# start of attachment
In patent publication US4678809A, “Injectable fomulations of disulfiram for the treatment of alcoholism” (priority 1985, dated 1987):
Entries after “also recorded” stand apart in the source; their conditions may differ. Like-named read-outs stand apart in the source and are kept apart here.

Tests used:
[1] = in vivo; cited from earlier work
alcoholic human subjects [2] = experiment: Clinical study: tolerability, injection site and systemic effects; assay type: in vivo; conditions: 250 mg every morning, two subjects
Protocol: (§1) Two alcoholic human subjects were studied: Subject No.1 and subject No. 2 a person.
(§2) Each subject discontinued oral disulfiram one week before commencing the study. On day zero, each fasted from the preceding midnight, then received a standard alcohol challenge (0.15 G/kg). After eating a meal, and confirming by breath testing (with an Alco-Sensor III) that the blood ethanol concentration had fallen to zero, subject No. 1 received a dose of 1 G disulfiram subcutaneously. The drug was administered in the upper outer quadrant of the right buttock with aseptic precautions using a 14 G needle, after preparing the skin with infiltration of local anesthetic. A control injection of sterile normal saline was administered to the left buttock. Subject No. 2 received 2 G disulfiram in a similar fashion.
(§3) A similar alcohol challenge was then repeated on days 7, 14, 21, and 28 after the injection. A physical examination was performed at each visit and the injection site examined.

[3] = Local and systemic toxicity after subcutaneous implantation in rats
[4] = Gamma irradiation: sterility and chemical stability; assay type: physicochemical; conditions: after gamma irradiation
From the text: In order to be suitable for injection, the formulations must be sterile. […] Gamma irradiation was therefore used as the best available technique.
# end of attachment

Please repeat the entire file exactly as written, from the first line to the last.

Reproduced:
In patent publication US4678809A, “Injectable fomulations of disulfiram for the treatment of alcoholism” (priority 1985, dated 1987):
Entries after “also recorded” stand apart in the source; their conditions may differ. Like-named read-outs stand apart in the source and are kept apart here.

Tests used:
[1] = in vivo; cited from earlier work
alcoholic human subjects [2] = experiment: Clinical study: tolerability, injection site and systemic effects; assay type: in vivo; conditions: 250 mg every morning, two subjects
Protocol: (§1) Two alcoholic human subjects were studied: Subject No.1 and subject No. 2 a person.
(§2) Each subject discontinued oral disulfiram one week before commencing the study. On day zero, each fasted from the preceding midnight, then received a standard alcohol challenge (0.15 G/kg). After eating a meal, and confirming by breath testing (with an Alco-Sensor III) that the blood ethanol concentration had fallen to zero, subject No. 1 received a dose of 1 G disulfiram subcutaneously. The drug was administered in the upper outer quadrant of the right buttock with aseptic precautions using a 14 G needle, after preparing the skin with infiltration of local anesthetic. A control injection of sterile normal saline was administered to the left buttock. Subject No. 2 received 2 G disulfiram in a similar fashion.
(§3) A similar alcohol challenge was then repeated on days 7, 14, 21, and 28 after the injection. A physical examination was performed at each visit and the injection site examined.

[3] = Local and systemic toxicity after subcutaneous implantation in rats
[4] = Gamma irradiation: sterility and chemical stability; assay type: physicochemical; conditions: after gamma irradiation
From the text: In order to be suitable for injection, the formulations must be sterile. […] Gamma irradiation was therefore used as the best available technique.